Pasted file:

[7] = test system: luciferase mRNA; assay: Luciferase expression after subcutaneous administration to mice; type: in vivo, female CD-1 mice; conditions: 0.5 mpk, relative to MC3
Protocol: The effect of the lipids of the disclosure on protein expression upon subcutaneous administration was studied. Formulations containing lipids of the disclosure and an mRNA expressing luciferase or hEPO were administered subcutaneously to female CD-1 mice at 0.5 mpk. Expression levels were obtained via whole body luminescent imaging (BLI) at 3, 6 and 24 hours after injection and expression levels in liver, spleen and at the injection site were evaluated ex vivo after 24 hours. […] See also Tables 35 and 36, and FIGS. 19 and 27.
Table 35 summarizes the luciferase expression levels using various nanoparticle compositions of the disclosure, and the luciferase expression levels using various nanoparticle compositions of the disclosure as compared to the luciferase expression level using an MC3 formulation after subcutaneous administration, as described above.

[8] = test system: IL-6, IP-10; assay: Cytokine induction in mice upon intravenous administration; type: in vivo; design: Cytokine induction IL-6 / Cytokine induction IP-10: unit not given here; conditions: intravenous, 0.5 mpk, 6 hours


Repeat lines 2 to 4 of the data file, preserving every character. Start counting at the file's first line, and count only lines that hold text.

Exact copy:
Protocol: The effect of the lipids of the disclosure on protein expression upon subcutaneous administration was studied. Formulations containing lipids of the disclosure and an mRNA expressing luciferase or hEPO were administered subcutaneously to female CD-1 mice at 0.5 mpk. Expression levels were obtained via whole body luminescent imaging (BLI) at 3, 6 and 24 hours after injection and expression levels in liver, spleen and at the injection site were evaluated ex vivo after 24 hours. […] See also Tables 35 and 36, and FIGS. 19 and 27.
Table 35 summarizes the luciferase expression levels using various nanoparticle compositions of the disclosure, and the luciferase expression levels using various nanoparticle compositions of the disclosure as compared to the luciferase expression level using an MC3 formulation after subcutaneous administration, as described above.

[8] = test system: IL-6, IP-10; assay: Cytokine induction in mice upon intravenous administration; type: in vivo; design: Cytokine induction IL-6 / Cytokine induction IP-10: unit not given here; conditions: intravenous, 0.5 mpk, 6 hours